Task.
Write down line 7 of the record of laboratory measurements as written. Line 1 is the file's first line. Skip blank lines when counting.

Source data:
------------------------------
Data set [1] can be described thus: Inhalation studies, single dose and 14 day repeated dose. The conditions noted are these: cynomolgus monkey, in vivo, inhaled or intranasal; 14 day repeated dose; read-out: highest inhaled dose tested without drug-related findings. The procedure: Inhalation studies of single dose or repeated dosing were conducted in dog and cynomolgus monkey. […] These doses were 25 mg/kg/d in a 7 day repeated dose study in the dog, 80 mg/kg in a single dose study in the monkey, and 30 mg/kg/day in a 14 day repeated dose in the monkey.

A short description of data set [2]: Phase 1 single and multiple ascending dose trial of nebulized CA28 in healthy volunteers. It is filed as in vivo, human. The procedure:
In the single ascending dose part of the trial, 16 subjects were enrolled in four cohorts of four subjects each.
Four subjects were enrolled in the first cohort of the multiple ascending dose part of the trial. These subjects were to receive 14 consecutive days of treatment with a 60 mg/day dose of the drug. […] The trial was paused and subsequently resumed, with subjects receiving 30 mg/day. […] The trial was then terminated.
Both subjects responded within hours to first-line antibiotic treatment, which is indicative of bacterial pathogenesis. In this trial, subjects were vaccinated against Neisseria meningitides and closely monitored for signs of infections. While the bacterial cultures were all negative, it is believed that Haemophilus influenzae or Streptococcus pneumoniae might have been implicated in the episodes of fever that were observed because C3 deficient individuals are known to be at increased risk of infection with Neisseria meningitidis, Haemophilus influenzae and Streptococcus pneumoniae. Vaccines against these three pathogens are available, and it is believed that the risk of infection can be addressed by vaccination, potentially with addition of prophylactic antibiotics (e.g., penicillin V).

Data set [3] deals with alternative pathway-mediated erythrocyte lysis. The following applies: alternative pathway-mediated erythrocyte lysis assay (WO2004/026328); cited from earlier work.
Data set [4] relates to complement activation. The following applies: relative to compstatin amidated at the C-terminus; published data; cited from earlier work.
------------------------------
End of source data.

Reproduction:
Data set [4] relates to complement activation. The following applies: relative to compstatin amidated at the C-terminus; published data; cited from earlier work.